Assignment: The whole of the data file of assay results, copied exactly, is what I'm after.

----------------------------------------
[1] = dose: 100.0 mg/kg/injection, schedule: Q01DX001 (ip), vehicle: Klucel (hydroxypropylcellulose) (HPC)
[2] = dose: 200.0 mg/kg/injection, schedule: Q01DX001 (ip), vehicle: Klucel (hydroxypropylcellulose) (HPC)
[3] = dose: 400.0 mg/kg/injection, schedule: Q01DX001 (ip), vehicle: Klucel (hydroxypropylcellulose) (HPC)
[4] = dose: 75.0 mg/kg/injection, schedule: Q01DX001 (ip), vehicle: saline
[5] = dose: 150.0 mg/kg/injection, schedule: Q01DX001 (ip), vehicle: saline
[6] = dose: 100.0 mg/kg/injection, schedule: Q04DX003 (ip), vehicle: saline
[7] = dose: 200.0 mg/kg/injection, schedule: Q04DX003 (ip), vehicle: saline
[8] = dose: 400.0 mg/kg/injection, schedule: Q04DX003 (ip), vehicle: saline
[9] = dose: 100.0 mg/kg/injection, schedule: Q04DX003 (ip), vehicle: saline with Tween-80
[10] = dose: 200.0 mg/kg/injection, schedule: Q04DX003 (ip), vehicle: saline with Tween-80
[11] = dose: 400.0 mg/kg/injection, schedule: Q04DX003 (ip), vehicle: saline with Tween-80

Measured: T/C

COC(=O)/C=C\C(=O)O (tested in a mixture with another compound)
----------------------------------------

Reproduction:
[1] = dose: 100.0 mg/kg/injection, schedule: Q01DX001 (ip), vehicle: Klucel (hydroxypropylcellulose) (HPC)
[2] = dose: 200.0 mg/kg/injection, schedule: Q01DX001 (ip), vehicle: Klucel (hydroxypropylcellulose) (HPC)
[3] = dose: 400.0 mg/kg/injection, schedule: Q01DX001 (ip), vehicle: Klucel (hydroxypropylcellulose) (HPC)
[4] = dose: 75.0 mg/kg/injection, schedule: Q01DX001 (ip), vehicle: saline
[5] = dose: 150.0 mg/kg/injection, schedule: Q01DX001 (ip), vehicle: saline
[6] = dose: 100.0 mg/kg/injection, schedule: Q04DX003 (ip), vehicle: saline
[7] = dose: 200.0 mg/kg/injection, schedule: Q04DX003 (ip), vehicle: saline
[8] = dose: 400.0 mg/kg/injection, schedule: Q04DX003 (ip), vehicle: saline
[9] = dose: 100.0 mg/kg/injection, schedule: Q04DX003 (ip), vehicle: saline with Tween-80
[10] = dose: 200.0 mg/kg/injection, schedule: Q04DX003 (ip), vehicle: saline with Tween-80
[11] = dose: 400.0 mg/kg/injection, schedule: Q04DX003 (ip), vehicle: saline with Tween-80

Measured: T/C

COC(=O)/C=C\C(=O)O (tested in a mixture with another compound)